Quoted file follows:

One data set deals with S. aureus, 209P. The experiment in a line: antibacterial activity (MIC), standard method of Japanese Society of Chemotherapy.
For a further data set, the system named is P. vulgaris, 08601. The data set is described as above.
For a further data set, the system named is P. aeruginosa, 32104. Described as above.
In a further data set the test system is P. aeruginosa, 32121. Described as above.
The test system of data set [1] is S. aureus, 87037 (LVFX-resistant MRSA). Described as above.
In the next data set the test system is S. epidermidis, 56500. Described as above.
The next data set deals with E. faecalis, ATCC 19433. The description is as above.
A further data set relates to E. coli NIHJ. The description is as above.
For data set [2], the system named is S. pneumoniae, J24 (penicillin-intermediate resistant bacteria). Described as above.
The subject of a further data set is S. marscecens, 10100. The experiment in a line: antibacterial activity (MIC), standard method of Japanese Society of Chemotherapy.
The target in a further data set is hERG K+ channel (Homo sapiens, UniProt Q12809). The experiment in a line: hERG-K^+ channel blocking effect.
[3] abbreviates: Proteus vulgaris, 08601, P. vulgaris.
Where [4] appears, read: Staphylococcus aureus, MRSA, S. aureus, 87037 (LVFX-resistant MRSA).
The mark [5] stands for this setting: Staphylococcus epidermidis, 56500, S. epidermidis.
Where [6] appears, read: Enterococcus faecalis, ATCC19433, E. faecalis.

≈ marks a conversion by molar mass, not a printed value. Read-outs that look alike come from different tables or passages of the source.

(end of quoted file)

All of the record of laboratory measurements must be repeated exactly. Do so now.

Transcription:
One data set deals with S. aureus, 209P. The experiment in a line: antibacterial activity (MIC), standard method of Japanese Society of Chemotherapy.
For a further data set, the system named is P. vulgaris, 08601. The data set is described as above.
For a further data set, the system named is P. aeruginosa, 32104. Described as above.
In a further data set the test system is P. aeruginosa, 32121. Described as above.
The test system of data set [1] is S. aureus, 87037 (LVFX-resistant MRSA). Described as above.
In the next data set the test system is S. epidermidis, 56500. Described as above.
The next data set deals with E. faecalis, ATCC 19433. The description is as above.
A further data set relates to E. coli NIHJ. The description is as above.
For data set [2], the system named is S. pneumoniae, J24 (penicillin-intermediate resistant bacteria). Described as above.
The subject of a further data set is S. marscecens, 10100. The experiment in a line: antibacterial activity (MIC), standard method of Japanese Society of Chemotherapy.
The target in a further data set is hERG K+ channel (Homo sapiens, UniProt Q12809). The experiment in a line: hERG-K^+ channel blocking effect.
[3] abbreviates: Proteus vulgaris, 08601, P. vulgaris.
Where [4] appears, read: Staphylococcus aureus, MRSA, S. aureus, 87037 (LVFX-resistant MRSA).
The mark [5] stands for this setting: Staphylococcus epidermidis, 56500, S. epidermidis.
Where [6] appears, read: Enterococcus faecalis, ATCC19433, E. faecalis.

≈ marks a conversion by molar mass, not a printed value. Read-outs that look alike come from different tables or passages of the source.